A last hurrah from Graham Freudenberg on his 80th birthday

May Day 2014 – fittingly the day of Neville Wran’s memorial service at Sydney Town Hall – may well turn out to be the day when the Labor Party began to see its way ahead.  Not because of the event itself, although it certainly was a marvellous celebration of a great Labor era.  But it was the day of the Shepherd Audit Report. It also happened to be the day when News Ltd bared its fangs and reminded the Abbott Government just who was calling the tune. I invite students of history to file away the Sydney Daily Telegraph on 1 May 2014 and its coverage of the Shepherd Audit next day. All its hatred of Labor was as feral as ever, but in page after page, the message to Abbott and Co was clear:

It was us wot done it last year and we can do for you too if you don’t toe the line.”

But what is really important for Labor is that Abbott, Hockey and Murdoch, in fomenting this spurious crisis that is supposed to engulf Australia sometime in 2024 or 2034 have drawn up clear policy and political battle lines for the rest of the decade. They are surprisingly traditional lines along the distribution of wealth and the concentration of power, but they provide a basis for the restoration of a coherent two-party system, the mainstay of our parliamentary democracy.  After the first week of May 2014, let us have none of this nonsense that there is no real difference between the major parties.

For the past eight months the whole operation has been designed to entrench three myths (1) that Labor wrecked the economy with a six-year spending spree, (2) that Australia is living wildly beyond its means because of outrageous extravagance in welfare, health and education, and (3) that the ‘productive’ sector is crippled by taxes and debt.  There is a fourth myth behind all this – that the ruinous reality was covered up until the election and kept secret from everybody, including the international agencies who praised Australia’s recovery from the GFC, and even the editorial writer of the Australian Financial Review who as recently as 4 May wrote sensibly about the tasks and challenges facing ‘one of the world’s strongest economies’.

The Daily Telegraph on 1 May itself illustrates the hypocrisy in its page 3 story headed “Hey Joe, cut here instead of taxing us”. If any of the myths were true, why then did Abbott go into the campaign with his parental leave promise, when Labor’s fratricide had already guaranteed a huge coalition win? Since the election, the News Ltd commentators have portrayed the National Disability Scheme and Gonski on education as two glaring examples of Labor’s ‘mad’ excesses. In order to prevent these becoming election issues, Abbott signed up to them, while persisting with his parental leave proposal. Yet, the Daily Telegraph’s own list of cuts Joe should make costs NDIS at $1.563 billion in 2016-17 and Gonski at $1.120 billion in 2016-17. But the Abbott paid parental leave would cost, on the Daily Telegraph’s figures, $5.684 billion in 2016-17 – more than twice the NDIS and Gonski combined.

Of course you can do anything with figures. All these supposedly horrific projections are being bandied about without any context.  What does it actually mean to predict that programs inherited from Labor would cost an extra $700 billion in 2050?  The Federal Budget reached an astronomical 100 million pounds ($200 million) in 1939.  Fighting the Second World War cost us a shocking one million pounds a day and today we are the children and grandchildren presumably burdened by Curtin and Chifley’s extravagance.  By 1961 Arthur Calwell nearly won the election by calling for a deficit of 100 million pounds to end the intolerable unemployment level of less than 3%. Menzies denounced it as ‘wildly inflationary’ and ‘grossly irresponsible’.  When he survived by one seat, Menzies promptly announced new spending measures costing 100 million pounds – the nominal figure for the entire Federal Budget barely thirty years previously!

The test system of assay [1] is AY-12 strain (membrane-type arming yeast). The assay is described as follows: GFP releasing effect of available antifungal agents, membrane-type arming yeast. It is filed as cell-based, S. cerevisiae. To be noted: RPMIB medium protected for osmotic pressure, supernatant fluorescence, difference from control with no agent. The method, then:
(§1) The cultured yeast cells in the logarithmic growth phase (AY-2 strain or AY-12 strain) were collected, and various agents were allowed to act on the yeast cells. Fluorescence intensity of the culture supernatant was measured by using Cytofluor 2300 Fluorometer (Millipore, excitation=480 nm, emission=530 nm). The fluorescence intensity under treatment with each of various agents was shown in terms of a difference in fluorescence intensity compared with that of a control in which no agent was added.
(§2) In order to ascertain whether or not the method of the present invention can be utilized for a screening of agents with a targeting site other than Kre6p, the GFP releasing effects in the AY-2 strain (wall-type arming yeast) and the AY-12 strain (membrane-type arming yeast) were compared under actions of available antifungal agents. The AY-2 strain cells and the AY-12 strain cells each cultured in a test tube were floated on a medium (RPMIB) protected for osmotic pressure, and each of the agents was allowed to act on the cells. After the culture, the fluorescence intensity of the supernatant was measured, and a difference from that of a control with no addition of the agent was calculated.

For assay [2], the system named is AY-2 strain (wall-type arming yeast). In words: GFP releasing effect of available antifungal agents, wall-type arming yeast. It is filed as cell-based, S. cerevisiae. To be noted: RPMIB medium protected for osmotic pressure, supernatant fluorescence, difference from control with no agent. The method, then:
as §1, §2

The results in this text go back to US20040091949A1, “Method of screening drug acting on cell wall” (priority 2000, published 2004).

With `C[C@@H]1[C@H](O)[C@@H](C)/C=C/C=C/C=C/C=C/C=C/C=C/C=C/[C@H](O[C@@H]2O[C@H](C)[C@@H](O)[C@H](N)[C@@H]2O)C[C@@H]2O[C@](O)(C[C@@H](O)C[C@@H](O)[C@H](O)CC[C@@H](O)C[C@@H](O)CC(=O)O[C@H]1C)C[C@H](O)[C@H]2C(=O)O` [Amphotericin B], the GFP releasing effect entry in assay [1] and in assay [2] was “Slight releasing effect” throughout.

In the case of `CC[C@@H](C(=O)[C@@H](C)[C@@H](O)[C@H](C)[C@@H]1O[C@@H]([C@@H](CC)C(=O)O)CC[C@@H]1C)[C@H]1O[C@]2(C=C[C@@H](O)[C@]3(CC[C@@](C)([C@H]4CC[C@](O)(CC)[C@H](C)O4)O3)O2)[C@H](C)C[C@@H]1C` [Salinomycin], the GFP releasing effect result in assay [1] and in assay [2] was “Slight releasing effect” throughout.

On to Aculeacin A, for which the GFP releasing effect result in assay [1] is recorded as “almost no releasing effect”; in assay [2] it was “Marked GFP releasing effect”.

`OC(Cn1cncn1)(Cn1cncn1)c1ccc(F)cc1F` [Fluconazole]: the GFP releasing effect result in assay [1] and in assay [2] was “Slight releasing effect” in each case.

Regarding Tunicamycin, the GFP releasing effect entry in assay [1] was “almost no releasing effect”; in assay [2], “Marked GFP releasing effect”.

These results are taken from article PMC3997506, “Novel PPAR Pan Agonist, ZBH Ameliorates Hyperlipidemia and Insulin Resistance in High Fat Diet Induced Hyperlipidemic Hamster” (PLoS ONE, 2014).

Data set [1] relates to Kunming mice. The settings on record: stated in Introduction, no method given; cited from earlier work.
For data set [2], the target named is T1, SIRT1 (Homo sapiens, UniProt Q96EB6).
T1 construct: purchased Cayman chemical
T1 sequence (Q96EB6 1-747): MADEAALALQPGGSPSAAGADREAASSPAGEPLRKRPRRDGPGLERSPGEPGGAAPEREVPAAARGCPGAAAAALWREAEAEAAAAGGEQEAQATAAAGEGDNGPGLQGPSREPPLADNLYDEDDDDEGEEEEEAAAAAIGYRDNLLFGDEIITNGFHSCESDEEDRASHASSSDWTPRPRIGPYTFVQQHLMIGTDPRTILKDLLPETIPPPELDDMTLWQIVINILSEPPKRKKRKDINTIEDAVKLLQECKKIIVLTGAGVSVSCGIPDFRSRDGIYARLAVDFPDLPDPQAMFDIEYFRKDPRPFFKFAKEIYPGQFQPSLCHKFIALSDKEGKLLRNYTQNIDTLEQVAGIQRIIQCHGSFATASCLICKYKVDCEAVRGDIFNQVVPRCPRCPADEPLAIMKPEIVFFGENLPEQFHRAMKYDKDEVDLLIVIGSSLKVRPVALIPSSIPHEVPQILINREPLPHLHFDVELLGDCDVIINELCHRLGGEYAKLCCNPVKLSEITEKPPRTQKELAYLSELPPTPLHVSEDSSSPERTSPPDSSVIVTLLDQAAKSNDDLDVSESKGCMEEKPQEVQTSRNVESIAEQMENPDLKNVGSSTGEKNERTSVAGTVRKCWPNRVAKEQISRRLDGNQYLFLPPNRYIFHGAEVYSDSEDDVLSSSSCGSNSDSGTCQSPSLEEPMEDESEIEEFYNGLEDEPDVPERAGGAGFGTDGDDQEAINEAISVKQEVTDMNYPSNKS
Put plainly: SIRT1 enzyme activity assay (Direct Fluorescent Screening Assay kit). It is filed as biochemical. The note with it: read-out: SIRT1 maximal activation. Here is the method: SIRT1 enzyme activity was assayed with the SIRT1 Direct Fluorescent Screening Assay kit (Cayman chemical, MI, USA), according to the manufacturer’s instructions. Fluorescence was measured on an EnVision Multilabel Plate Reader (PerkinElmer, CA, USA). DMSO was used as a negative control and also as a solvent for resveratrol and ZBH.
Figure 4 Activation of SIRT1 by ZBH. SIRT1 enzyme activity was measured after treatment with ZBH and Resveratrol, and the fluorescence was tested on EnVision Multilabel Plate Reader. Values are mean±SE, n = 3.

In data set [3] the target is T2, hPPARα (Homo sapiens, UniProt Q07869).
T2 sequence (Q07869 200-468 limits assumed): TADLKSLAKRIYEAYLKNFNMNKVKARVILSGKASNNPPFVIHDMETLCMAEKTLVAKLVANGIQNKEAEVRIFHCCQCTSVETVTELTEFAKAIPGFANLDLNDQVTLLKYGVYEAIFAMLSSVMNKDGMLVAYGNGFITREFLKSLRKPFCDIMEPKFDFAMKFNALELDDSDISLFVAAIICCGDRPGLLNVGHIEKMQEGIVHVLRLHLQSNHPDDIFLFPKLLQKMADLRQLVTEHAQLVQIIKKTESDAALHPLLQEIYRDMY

The timing, circumstances and political intentions of the Shepherd Audit are guaranteed to nullify any objective economic merits it may have. Instead of a serious examination of the role of government in modern economies, it will be seen as a more sophisticated and therefore more menacing Australian version of the American Tea Party agenda.  How far Hockey’s budget will follow News Ltd instructions and the Shepherd Audit Remains to be seen. But for years the Audit will stand as a blue-print for right wing aspirations for Australia – a kind of ‘black light on the hill’. If Labor can’t unite against this, around the development of new programs for growth and fair shares, and in defence of its fundamental achievements in health, welfare (including superannuation) and education, it won’t deserve to survive as the chief standard bearer of the progressive, liberal and egalitarian cause in Australia.

 

Graham Freudenberg AM (born 1934) is an Australian author and political speechwriter who worked in the Australian Labor Party for over forty years. He has written over a thousand speeches for several leaders of the Australian Labor Party at the NSW state and the federal level. These have included Arthur Calwell, Gough Whitlam, Bob Hawke, Neville Wran, Barrie Unsworth, Bob Carr and Simon Crean.  In 1990 he was appointed a Member of the Order of Australia in recognition of his service to journalism, to parliament and to politics.  In 2005 he was inducted as a life member of the NSW ALP.

He is the author of four books to date:  A Certain Grandeur – Gough Whitlam in Politics, Penguin 1977;  A Cause for Power – the Centenary History of the NSW Labor Party, Australian Labor Party, 1991;  A Figure of Speech (autobiography), John Wiley & Sons Australia, 2005; and Churchill and Australia, Pan Macmillan, 2008.  

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